Life can become really complicated. Sometimes we are to blame for the complications, and sometimes matters are beyond our control.
I work in a profession that brings me into contact with sick and hurting people on a daily basis. Many of the them are struggling with complicated situations that medicine alone cannot fix. We live in a stressful time. We surely need one anotherâ€™s care, support, and prayers.
Easter is a defining moment in a Southern girl's upbringing.
When I was growing up, it meant a new dress for Sunday School and church and family events that followed.
This was an especially big thing for little girls in small towns, like Cotton Plant, where the Methodist Church was the center of our social life at Easter time and pretty much year-round.
This being the week before Easter, there will be lots of stories in the news about various events all over the place. Passover is also coming, and will bring its accompanying events. This is a special week, indeed.
Hopefully there will be peace in both the United States and Israel for all these events.
There are many people hard at work trying to stir up trouble over all manner of issues. These folks have made a career out of preventing peace. Beware of people whose faces are constantly before you in the media, spewing forth discord and hate.
Years ago my spouse told me that I asked more questions than anyone he'd ever known.
"Well, think about what I do every day," I countered. "Newspaper people are supposed to ask questions. That's the way we find out how to inform the rest of you folks."
Ed snickered, then said, "I can't prove it since I didn't know you earlier, but I'll venture a bet that you didn't start asking all these questions after you became a reporter. You probably were already that way."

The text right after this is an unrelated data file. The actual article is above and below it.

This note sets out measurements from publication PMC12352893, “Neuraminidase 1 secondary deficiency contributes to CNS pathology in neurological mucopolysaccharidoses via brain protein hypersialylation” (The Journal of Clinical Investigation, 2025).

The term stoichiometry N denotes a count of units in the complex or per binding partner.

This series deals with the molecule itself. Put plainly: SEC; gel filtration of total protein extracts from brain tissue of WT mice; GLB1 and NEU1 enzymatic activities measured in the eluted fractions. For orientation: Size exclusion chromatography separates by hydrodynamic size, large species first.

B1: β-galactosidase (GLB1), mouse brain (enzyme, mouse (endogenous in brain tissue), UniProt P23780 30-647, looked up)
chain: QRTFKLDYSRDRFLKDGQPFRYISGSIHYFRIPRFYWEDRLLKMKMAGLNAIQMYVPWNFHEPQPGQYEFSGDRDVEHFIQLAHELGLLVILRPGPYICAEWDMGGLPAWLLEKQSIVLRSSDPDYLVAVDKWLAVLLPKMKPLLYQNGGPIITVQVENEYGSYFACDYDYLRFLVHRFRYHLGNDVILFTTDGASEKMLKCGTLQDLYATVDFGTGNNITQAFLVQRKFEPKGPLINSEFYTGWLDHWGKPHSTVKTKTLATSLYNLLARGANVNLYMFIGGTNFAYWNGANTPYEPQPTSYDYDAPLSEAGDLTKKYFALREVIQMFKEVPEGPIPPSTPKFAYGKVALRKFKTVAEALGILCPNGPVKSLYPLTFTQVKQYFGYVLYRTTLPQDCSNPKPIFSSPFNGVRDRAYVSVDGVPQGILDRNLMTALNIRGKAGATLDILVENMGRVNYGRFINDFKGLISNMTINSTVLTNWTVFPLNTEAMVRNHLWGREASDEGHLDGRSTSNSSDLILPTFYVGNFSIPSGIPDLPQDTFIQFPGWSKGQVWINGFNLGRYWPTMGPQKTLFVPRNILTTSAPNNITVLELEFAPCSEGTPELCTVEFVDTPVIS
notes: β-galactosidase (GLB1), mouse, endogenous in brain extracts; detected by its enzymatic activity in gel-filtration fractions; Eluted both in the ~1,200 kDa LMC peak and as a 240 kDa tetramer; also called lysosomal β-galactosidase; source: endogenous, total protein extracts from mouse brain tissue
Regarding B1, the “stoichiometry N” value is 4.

He started to walk away, then turned and added, "I'll bet you were born that way."
Not too long ago, I wrote a column in which I noted that I didn't recall eating blueberries in my earlier years, yet they're something we particularly enjoy nowadays.
We ate every other kind of berry I can think of, just not blueberries. Call me weird, but in Eastern Arkansas, I just didn't see the blue ones.
Actually, thatâ€™s just the tip of the iceberg. They want pretty much all of your freedoms.
If, however, we let them take away our Second Amendment rights, we will have no means with which to keep them from taking away everything else from us.
There is a famous quote attributed to Isoroku Yamamoto about Japan not attacking the United States mainland because there would be a â€śrifle behind every blade of grass.â€ť Though the quote has had some doubt cast on its substantiation, think about it what it says.
Lucas, age 3, can â€śread.â€ť
I know this is so because he read â€śGo Dog Goâ€ť to me the other night.
Of course I was already aware that this precocious grandchild was gifted in many ways, so his â€śreadingâ€ť came as no surprise.
Truth be told â€” and I will if I must â€” Lucas has memorized this story, which is one of his favorites.
He reminded me of his cousin, Molly, now a high school sophomore, who frequently â€śreadâ€ť â€śBrown Bearâ€ť to us as a 3-year-old.
â€śBwown behr, bwown behr, what do you see? I see a wed burd looking at me,â€ť and so on to the end of the delightful story.
For my generation of adults, nothing says spring louder and with more fanfare than the beginning of baseball season. In the 1960s, baseball was â€śthe national pasttimeâ€ť long before the Super Bowl became super and the NBA gained traction. For pure nostalgia, you canâ€™t beat baseball.
A great many words have been used to describe people who have various traits. Smart people are described as nerds, geeks or brainiacs. People with various levels of cleanliness skills are called anything from slobs to bums to clean freaks. No matter how we label others, sometimes those very labels come back to bite us in a spot known as the rear, tush or fanny. No matter what you call it, the pain is the same.
When I referred to them as a group, it was by the moniker "The Magnificent Seven."
This wasn't a band of American gunmen hired to protect a small agricultural village in Mexico from a group of marauding Mexican bandits. Indeed they bore no resemblance to Yul Brynner, Steve McQueen, Charles Bronson, James Coburn, Robert Vaughn, Brad Dexter, and Horst Buchholz, who portrayed the mighty seven in the movie that was actually a western-style remake based on Akira Kurosawa's 1954 Japanese film "Seven Samurai."
Nope. This was the feline version, but they were indeed magnificent.